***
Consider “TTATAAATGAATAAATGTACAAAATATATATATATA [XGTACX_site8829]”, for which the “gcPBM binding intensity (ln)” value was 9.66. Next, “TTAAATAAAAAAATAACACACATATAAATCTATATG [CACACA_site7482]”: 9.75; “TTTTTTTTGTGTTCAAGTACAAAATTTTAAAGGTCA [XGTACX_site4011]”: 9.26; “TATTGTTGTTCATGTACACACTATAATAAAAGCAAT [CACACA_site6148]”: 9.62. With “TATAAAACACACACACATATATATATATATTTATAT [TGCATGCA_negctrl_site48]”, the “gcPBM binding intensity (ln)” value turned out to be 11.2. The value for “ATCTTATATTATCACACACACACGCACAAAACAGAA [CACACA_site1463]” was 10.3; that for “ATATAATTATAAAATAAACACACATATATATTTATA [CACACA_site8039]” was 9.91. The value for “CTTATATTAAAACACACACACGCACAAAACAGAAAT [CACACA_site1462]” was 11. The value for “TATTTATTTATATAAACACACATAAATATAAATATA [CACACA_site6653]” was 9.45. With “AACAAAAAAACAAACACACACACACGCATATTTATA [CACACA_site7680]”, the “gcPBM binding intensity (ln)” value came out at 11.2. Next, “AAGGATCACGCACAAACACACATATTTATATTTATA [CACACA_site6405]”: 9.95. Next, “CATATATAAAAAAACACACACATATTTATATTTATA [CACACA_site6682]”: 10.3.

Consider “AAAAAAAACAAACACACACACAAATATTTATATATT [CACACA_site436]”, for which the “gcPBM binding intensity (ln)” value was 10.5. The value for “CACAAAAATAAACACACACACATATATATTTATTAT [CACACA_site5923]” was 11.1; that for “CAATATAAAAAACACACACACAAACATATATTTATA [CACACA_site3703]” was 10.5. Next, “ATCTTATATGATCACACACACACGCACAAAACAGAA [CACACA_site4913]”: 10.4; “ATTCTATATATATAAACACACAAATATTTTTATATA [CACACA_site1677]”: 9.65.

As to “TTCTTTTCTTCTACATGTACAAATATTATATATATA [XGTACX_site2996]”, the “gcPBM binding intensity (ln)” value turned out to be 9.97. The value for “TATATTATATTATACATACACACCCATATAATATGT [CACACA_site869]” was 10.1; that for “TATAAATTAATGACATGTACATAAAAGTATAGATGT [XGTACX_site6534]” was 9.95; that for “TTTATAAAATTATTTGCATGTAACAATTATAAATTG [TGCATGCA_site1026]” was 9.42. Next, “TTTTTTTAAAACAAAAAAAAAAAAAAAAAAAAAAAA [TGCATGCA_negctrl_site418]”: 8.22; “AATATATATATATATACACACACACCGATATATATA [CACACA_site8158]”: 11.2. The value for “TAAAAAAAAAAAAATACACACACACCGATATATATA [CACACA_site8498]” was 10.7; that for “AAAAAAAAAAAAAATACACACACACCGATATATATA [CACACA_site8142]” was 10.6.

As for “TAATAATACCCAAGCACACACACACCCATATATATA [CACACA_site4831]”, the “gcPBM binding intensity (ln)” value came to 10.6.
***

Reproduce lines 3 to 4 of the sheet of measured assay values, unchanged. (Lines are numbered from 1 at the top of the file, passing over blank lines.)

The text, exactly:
As to “TTCTTTTCTTCTACATGTACAAATATTATATATATA [XGTACX_site2996]”, the “gcPBM binding intensity (ln)” value turned out to be 9.97. The value for “TATATTATATTATACATACACACCCATATAATATGT [CACACA_site869]” was 10.1; that for “TATAAATTAATGACATGTACATAAAAGTATAGATGT [XGTACX_site6534]” was 9.95; that for “TTTATAAAATTATTTGCATGTAACAATTATAAATTG [TGCATGCA_site1026]” was 9.42. Next, “TTTTTTTAAAACAAAAAAAAAAAAAAAAAAAAAAAA [TGCATGCA_negctrl_site418]”: 8.22; “AATATATATATATATACACACACACCGATATATATA [CACACA_site8158]”: 11.2. The value for “TAAAAAAAAAAAAATACACACACACCGATATATATA [CACACA_site8498]” was 10.7; that for “AAAAAAAAAAAAAATACACACACACCGATATATATA [CACACA_site8142]” was 10.6.

As for “TAATAATACCCAAGCACACACACACCCATATATATA [CACACA_site4831]”, the “gcPBM binding intensity (ln)” value came to 10.6.